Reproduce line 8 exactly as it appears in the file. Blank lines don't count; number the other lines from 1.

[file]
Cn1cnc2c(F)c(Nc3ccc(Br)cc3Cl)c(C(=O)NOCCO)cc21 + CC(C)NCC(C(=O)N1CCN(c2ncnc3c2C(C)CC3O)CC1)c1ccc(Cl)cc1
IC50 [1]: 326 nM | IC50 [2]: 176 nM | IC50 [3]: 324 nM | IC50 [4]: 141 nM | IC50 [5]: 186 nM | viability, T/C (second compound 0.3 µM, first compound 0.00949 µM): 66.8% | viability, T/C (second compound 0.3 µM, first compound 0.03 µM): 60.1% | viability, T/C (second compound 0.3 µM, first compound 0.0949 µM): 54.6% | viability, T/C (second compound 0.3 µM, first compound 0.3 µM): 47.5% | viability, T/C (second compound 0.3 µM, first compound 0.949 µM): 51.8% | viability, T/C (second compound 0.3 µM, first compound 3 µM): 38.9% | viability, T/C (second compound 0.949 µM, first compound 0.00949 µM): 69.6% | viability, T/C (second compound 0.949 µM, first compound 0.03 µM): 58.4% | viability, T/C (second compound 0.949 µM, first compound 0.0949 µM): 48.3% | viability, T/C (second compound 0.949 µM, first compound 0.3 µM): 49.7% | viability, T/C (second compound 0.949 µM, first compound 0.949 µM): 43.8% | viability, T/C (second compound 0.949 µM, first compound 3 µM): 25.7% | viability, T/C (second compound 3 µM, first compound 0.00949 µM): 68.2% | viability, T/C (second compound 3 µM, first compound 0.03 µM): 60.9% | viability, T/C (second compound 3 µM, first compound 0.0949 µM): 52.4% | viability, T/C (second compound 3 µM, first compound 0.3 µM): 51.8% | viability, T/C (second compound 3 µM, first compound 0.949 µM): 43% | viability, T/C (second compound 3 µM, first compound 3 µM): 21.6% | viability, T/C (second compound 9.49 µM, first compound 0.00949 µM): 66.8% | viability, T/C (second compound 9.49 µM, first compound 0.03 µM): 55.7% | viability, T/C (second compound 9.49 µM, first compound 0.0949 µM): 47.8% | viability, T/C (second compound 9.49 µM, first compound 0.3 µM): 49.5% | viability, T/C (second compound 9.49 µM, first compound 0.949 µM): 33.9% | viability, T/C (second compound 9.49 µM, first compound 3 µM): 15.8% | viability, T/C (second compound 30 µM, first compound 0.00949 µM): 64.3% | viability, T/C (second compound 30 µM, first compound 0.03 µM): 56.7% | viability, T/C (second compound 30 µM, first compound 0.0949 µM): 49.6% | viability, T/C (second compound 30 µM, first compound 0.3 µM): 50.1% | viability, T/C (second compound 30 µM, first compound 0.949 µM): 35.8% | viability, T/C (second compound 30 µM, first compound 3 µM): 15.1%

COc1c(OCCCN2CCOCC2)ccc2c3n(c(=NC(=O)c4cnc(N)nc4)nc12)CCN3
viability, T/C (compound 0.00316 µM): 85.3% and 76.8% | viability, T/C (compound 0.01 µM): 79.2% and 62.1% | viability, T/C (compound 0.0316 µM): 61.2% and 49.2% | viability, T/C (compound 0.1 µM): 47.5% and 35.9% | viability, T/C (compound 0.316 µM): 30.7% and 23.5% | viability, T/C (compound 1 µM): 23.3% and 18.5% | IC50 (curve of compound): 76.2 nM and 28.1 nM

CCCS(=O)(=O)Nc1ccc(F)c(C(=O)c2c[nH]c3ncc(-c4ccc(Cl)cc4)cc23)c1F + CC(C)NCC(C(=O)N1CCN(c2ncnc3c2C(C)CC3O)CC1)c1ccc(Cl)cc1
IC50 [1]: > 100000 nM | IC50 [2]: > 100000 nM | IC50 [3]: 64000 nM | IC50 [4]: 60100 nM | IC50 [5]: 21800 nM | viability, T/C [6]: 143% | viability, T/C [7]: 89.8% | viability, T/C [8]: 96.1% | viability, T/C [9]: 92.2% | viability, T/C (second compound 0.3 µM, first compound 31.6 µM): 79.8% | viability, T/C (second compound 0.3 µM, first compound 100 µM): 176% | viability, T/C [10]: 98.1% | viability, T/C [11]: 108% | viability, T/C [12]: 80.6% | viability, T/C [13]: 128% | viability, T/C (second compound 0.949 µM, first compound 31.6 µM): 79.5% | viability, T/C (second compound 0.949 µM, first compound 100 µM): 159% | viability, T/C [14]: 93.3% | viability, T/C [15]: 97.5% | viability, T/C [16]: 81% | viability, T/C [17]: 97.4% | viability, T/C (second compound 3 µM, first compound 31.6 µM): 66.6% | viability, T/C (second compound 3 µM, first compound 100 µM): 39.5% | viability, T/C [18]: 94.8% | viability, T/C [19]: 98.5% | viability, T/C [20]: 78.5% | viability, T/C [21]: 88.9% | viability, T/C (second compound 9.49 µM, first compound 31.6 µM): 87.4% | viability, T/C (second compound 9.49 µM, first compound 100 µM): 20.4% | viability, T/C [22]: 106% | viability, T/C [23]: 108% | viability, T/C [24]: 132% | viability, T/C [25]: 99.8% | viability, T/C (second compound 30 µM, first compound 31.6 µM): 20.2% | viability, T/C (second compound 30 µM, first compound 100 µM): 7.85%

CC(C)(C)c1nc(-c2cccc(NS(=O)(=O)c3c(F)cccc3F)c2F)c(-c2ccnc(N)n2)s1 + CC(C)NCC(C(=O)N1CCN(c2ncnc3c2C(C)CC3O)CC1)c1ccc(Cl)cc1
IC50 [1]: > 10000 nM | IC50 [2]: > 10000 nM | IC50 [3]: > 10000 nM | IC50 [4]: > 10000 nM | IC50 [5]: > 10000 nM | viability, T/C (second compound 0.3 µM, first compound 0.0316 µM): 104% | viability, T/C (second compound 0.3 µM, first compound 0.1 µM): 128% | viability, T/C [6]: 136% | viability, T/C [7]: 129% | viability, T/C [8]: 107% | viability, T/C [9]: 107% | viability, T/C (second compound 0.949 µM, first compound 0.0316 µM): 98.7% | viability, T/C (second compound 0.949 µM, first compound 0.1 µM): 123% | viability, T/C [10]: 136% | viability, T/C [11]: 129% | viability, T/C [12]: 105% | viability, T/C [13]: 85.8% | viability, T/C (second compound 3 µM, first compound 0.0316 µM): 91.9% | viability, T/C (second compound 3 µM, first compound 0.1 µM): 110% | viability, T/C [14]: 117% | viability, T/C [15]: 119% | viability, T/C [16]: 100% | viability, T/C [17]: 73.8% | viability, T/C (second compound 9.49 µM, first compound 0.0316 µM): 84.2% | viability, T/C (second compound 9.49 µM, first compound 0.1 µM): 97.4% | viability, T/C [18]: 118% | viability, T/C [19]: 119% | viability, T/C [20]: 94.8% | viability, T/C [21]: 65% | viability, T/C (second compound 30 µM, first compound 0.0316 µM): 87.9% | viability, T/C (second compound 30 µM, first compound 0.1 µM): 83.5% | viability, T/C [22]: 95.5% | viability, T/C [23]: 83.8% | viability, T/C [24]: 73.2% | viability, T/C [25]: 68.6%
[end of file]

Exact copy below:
IC50 [1]: > 10000 nM | IC50 [2]: > 10000 nM | IC50 [3]: > 10000 nM | IC50 [4]: > 10000 nM | IC50 [5]: > 10000 nM | viability, T/C (second compound 0.3 µM, first compound 0.0316 µM): 104% | viability, T/C (second compound 0.3 µM, first compound 0.1 µM): 128% | viability, T/C [6]: 136% | viability, T/C [7]: 129% | viability, T/C [8]: 107% | viability, T/C [9]: 107% | viability, T/C (second compound 0.949 µM, first compound 0.0316 µM): 98.7% | viability, T/C (second compound 0.949 µM, first compound 0.1 µM): 123% | viability, T/C [10]: 136% | viability, T/C [11]: 129% | viability, T/C [12]: 105% | viability, T/C [13]: 85.8% | viability, T/C (second compound 3 µM, first compound 0.0316 µM): 91.9% | viability, T/C (second compound 3 µM, first compound 0.1 µM): 110% | viability, T/C [14]: 117% | viability, T/C [15]: 119% | viability, T/C [16]: 100% | viability, T/C [17]: 73.8% | viability, T/C (second compound 9.49 µM, first compound 0.0316 µM): 84.2% | viability, T/C (second compound 9.49 µM, first compound 0.1 µM): 97.4% | viability, T/C [18]: 118% | viability, T/C [19]: 119% | viability, T/C [20]: 94.8% | viability, T/C [21]: 65% | viability, T/C (second compound 30 µM, first compound 0.0316 µM): 87.9% | viability, T/C (second compound 30 µM, first compound 0.1 µM): 83.5% | viability, T/C [22]: 95.5% | viability, T/C [23]: 83.8% | viability, T/C [24]: 73.2% | viability, T/C [25]: 68.6%